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Chozo

g++ exceptions

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Not sure if this would be better in the Unix forum or not, but maybe others here have had this experience. We've got 3 binaries that we compile here. The first 2 compile and run just fine. They catch exceptions and so on just dandily. All 3 binaries share a common source base that is where the exceptions are thrown at. The third binary, when compiled, will always call terminate() when an exception is thrown (we explicitely do NOT use exception specifications to avoid the hassle they bring, and the stack trace shows no sign of an unexpected exception). We've even tried something like this: try { throw std::exception(); } catch(...) { } and terminate() is *still* called. We're pretty much at our wits end here. We can't figure out why the first 2 binaries work just fine and the third fails. As I said, they share a common source base and they use the same compile options. Is it a bug in gcc 3.3.x or am I maybe doing something wrong somewhere? We've also thrown on -fexceptions and -fno-enforce-eh-specs but to no avail. I appreciate any help ideas anyone might have.

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Quote:
Original post by Chozo
try {
throw std::exception();
} catch(...) {
}

and terminate() is *still* called. We're pretty much at our wits end here. We can't figure out why the first 2 binaries work just fine and the third fails. As I said, they share a common source base and they use the same compile options. Is it a bug in gcc 3.3.x or am I maybe doing something wrong somewhere?
It's always the compiler's fault isn't it? [wink]

If it's nothing but that above code, then I'd say compiler bug, but it's not nothing but the above code, is it?

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Of course not. :)
It's about 100,000 lines of code all mashed together to make a mess no one dares walk through. I suppose that's the only thing to do isn't it? Walk through it all one line at a time... ugh.

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Quote:
Original post by Chozo
Of course not. :)
It's about 100,000 lines of code all mashed together to make a mess no one dares walk through. I suppose that's the only thing to do isn't it? Walk through it all one line at a time... ugh.


Better idea:

gdb ./mess_no_one_dares_walk_through
...
(gdb) break main
...
(gdb) run
...
(gdb) catch throw
...
(gdb) run
...
(gdb) bt
...


It's possible that finding out the exact thrown exception will help you figure out what's going on... (edit: and that will at least get you to the part where the exception is being thrown) - just my 2 cents. Is it possible you have something like this in an inner branch of logic:

try
{
}
catch(...)
{
terminate();
}


?

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Are you using throw() specifiers somewhere? When an exception is thrown in a function with a throw specifier iirc. unexpected() is called, which by default calls terminate().

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We turned off exception specifications, just to make sure that wasn't it.

I'll try that gdb run through tomorrow and see what comes up. We've used a bt from the terminate() and we think that leads us back to the exception. Never know though (and it never hurts to try).

Thanks for the suggestions. If you've got any more, I'd love to hear them. This has been a heck of a confusing ordeal.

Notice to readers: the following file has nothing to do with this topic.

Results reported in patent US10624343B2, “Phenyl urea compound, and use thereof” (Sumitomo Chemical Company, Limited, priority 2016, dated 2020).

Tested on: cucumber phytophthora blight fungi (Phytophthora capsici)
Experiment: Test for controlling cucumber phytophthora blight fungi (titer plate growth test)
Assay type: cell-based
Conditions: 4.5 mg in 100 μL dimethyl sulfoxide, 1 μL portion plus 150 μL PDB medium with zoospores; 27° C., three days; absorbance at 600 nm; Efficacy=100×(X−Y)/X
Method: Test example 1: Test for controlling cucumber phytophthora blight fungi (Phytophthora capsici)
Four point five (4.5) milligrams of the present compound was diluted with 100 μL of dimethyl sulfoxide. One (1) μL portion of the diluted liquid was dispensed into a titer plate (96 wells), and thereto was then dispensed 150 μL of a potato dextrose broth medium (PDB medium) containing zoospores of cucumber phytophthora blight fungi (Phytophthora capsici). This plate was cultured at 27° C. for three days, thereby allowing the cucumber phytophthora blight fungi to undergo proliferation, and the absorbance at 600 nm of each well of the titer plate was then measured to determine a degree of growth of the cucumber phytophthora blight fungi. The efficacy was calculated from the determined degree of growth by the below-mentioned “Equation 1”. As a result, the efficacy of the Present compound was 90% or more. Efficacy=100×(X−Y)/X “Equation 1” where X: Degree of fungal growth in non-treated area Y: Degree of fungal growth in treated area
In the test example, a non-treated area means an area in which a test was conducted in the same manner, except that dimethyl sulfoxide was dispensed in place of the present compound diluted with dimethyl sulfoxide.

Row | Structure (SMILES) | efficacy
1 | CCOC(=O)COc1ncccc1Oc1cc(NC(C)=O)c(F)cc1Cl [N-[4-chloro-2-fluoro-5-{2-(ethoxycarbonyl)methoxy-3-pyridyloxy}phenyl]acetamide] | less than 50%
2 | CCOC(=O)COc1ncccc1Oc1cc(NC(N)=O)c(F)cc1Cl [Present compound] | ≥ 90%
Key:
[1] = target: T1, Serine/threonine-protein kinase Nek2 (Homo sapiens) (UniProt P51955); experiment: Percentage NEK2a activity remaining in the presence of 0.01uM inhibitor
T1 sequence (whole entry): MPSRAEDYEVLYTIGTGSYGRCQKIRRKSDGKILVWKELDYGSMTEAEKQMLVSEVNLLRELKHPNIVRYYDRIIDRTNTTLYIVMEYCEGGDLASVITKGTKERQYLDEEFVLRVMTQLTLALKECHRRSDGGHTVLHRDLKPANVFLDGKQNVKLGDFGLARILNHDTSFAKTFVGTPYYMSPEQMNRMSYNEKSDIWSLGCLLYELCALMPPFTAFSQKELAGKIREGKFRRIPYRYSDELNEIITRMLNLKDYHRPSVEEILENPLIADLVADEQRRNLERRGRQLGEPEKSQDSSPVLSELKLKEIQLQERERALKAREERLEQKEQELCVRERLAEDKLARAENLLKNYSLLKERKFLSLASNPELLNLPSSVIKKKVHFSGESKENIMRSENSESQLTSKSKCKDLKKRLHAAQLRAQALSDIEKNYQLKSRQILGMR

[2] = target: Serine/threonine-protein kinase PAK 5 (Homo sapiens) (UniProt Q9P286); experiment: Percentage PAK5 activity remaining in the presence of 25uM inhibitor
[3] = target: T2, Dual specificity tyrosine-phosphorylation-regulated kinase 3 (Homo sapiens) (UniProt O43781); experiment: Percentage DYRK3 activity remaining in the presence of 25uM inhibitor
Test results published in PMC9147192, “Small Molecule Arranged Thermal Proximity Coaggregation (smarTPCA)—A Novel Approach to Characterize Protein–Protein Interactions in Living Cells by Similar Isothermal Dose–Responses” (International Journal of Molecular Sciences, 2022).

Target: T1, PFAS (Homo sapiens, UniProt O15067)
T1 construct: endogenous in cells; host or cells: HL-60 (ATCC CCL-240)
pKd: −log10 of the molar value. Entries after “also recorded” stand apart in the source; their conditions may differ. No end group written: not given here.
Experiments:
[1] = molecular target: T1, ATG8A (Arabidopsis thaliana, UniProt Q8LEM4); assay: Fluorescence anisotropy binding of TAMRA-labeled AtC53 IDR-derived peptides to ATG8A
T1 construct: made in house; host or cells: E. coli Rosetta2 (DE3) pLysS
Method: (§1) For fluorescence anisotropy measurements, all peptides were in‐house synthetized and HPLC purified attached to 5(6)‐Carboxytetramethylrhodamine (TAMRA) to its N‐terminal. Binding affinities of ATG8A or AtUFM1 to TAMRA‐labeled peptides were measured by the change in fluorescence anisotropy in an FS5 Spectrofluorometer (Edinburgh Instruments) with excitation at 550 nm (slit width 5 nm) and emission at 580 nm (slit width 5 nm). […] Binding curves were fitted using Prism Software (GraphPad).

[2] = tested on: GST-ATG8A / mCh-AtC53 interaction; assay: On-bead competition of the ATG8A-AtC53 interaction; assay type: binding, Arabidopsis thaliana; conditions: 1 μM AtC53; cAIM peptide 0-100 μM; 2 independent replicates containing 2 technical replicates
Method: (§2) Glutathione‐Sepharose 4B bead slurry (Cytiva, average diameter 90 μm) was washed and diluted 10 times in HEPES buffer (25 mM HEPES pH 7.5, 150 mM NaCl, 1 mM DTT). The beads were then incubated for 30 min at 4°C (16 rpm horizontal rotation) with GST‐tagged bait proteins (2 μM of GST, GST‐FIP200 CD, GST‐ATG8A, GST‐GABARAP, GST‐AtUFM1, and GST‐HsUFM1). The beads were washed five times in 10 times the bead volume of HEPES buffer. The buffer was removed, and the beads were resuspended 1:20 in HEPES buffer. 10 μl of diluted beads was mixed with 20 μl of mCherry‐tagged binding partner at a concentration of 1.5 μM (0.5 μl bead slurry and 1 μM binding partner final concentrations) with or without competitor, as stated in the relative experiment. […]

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There shouldn't be any. I can't guarantee it, but I'm pretty sure there aren't any. If there are... someone's in some trouble. ;)

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Here's the output of the gdb session:

Quote:

(gdb) break main
Breakpoint 1 at 0x805f819
(gdb) run --console
Starting program: /soft/DEV/shane/bin/opodsrvr --console
[Thread debugging using libthread_db enabled]
[New Thread 16384 (LWP 17972)]
[Switching to Thread 16384 (LWP 17972)]

Breakpoint 1, 0x0805f819 in main ()
(gdb) catch throw
Catchpoint 2 (throw)
(gdb) run
The program being debugged has been started already.
Start it from the beginning? (y or n) n
Program not restarted.
(gdb) cont
Continuing.

Catchpoint 2 (exception thrown)
__cxa_throw (obj=0x821052c, tinfo=0x82111e0, dest=0x82111e0 <typeinfo for ConfigurationException>) at /usr/local/src/gcc/gcc-3.2.2/libstdc++-v3/libsupc++/eh_throw.cc:59
59 /usr/local/src/gcc/gcc-3.2.2/libstdc++-v3/libsupc++/eh_throw.cc: No such file or directory.
in /usr/local/src/gcc/gcc-3.2.2/libstdc++-v3/libsupc++/eh_throw.cc
Current language: auto; currently c++
(gdb) bt
#0 __cxa_throw (obj=0x821052c, tinfo=0x82111e0, dest=0x82111e0 <typeinfo for ConfigurationException>) at /usr/local/src/gcc/gcc-3.2.2/libstdc++-v3/libsupc++/eh_throw.cc:59
#1 0x08191e34 in ApplicationSection::instanceSubNode(std::string) const ()
#2 0x08182e4e in AppServerConfiguration::AppServerConfiguration(EnvironmentConfiguration const&, std::string) ()
#3 0x08053654 in AppConfiguration::AppConfiguration(std::string) ()
#4 0x08053c92 in AppConfiguration::init(std::string const&, std::string const&) ()
#5 0x0805f8b5 in main ()
(gdb) cont
Continuing.

Program received signal SIGABRT, Aborted.
0xb6cbf251 in kill () from /lib/libc.so.6
(gdb) bt
#0 0xb6cbf251 in kill () from /lib/libc.so.6
#1 0xb6c4ccff in pthread_kill () from /lib/libpthread.so.0
#2 0xb6c4d07a in raise () from /lib/libpthread.so.0
#3 0xb6cbeff4 in raise () from /lib/libc.so.6
#4 0xb6cc0393 in abort () from /lib/libc.so.6
#5 0xb7a260c9 in __cxxabiv1::__terminate(void (*)()) (handler=0xb6cc02b8 <abort>) at /usr/local/src/gcc/gcc-3.2.2/libstdc++-v3/libsupc++/eh_terminate.cc:47
#6 0xb7a26103 in std::terminate() () at /usr/local/src/gcc/gcc-3.2.2/libstdc++-v3/libsupc++/eh_terminate.cc:57
#7 0xb7a26230 in __cxa_throw (obj=0x82704a0, tinfo=0x0, dest=0) at /usr/local/src/gcc/gcc-3.2.2/libstdc++-v3/libsupc++/eh_throw.cc:77
#8 0x08191e34 in ApplicationSection::instanceSubNode(std::string) const ()
#9 0x08182e4e in AppServerConfiguration::AppServerConfiguration(EnvironmentConfiguration const&, std::string) ()
#10 0x08053654 in AppConfiguration::AppConfiguration(std::string) ()
#11 0x08053c92 in AppConfiguration::init(std::string const&, std::string const&) ()
#12 0x0805f8b5 in main ()
(gdb)